CTTA Improves CA Towing Legislation and Will Co-Sponsor AB 2392 with Insurance Industry
After months of negotiations, CTTA is pleased to announce that it has agreed to co-sponsor AB 2392 (Santiago), a bill originally introduced by Assembly Member Miguel Santiago (D-Los Angeles) at the request of the insurance industry to address abusive practices in the towing industry. CTTA would like to thank its T-ROC (Towing Regulatory Oversight Council) for their dedication and hard work on this bill, which if left unattended, would have dramatically impacted each California towing company’s business in a very negative way.
After the bill’s original introduction in February 2018, the T-ROC immediately began work dissecting the bill line-by-line to detect problematic provisions and, where appropriate, identify workable alternatives to present to the bill’s proponents and author. Subsequently, the T-ROC successfully spearheaded the negotiations with the following stakeholders on the bill, each of whom had a different vision for how to “fix” the towing industry:
- The insurance industry (the American Insurance Association and the Personal Insurance Federation of CA, which is comprised of individual insurance companies including Allstate, State Farm, Mercury, Progressive, Liberty Mutual, and Nationwide, amongst others – many of which have their own lobbyists at the Capitol);
- Consumer advocates (ACLU, Western Center on Law & Poverty);
- Other impacted industries (CA New Car Dealers Association, California Autobody Association)
A compromise was ultimately reached and the bill was amended to address the T-ROC’s primary concerns. Through these negotiations the T-ROC was able to enact the following positive changes to the bill:
- Eliminated a provision that would have reduced the time period during which a tower can charge a storage fee of a legal owner from 15 to 5 days;
- Tied “reasonable” rates to law enforcement/governmental entity or other comparable rates in the same locale rather than a fixed statewide rate or other unfavorable standards;
- Rejected a proposal to require towing companies to accept a payment plan for its fees;
- Eliminated a requirement that tower look in the vehicle to find insurance info;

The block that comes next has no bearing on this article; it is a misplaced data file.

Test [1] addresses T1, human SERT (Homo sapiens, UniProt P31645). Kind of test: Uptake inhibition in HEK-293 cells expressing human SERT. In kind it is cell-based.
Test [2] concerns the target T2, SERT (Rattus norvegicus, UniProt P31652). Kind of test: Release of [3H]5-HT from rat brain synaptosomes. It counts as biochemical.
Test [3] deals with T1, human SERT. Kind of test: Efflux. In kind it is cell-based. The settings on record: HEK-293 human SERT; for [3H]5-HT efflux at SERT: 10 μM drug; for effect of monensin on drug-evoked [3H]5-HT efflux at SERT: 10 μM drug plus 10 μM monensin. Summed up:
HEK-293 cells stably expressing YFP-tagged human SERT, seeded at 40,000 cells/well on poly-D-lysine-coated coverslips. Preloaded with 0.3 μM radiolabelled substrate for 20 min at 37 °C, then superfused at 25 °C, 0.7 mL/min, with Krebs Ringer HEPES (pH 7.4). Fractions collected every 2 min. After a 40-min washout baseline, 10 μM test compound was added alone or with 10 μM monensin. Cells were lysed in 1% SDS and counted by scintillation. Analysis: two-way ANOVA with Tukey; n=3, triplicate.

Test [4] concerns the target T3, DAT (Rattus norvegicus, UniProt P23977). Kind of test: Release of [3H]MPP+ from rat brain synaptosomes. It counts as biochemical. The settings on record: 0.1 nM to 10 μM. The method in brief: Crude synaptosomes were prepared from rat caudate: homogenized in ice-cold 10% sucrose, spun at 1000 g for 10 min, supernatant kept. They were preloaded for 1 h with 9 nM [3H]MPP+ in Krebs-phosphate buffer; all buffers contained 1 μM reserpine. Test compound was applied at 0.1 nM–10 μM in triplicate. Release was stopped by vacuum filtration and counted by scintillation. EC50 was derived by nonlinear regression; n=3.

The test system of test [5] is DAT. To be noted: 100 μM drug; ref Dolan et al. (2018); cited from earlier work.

- Reduced 3-hour minimum inspection time for insurers to 45-minute consecutive increments in order to serve other customers in the queue;
- Established that certain fees authorized by a governmental entity are not unreasonable.
As amended on May 25th, AB 2392 would enact the following changes that would go into effect on January 1, 2019:
- Requires all towing and storage fees charged to a legal owner of a motor vehicle to be “reasonable” when those services are performed as a result of an accident or recovery of a stolen vehicle
- Considers the following reasonable in this context:
- The fees do not exceed the rates charged for similar services provided in response to requests initiated by a public agency, including, but not limited to, the CHP or local police departments;
- Or the fees are comparable to storage-related rates charged by other facilities in the same locale.
- The following rates are considered unreasonable, unless authorized by a governmental entity:
- Administrative or filing fees; Security fees; Dolly fees; Load and unload fees; Pull-out fees; and, Gate fees, except when the owner or insurer of the vehicle requests that the vehicle be released outside of regular business hours.
- Provides that an insurer must be allowed to inspect a vehicle for 45-minute consecutive increments without paying a fee.
- Provides that an insurer can pay the storage and towing fees with an insurer’s check.
- Outside of normal business hours a storage facility must provide a telephone number that permits the caller to leave a message. Calls to this number must be returned no later than six business hours after the message has been left.
The bill was passed off the Assembly Floor with bipartisan support on May 29th and will now head to the Senate where it must be passed by June 29th.
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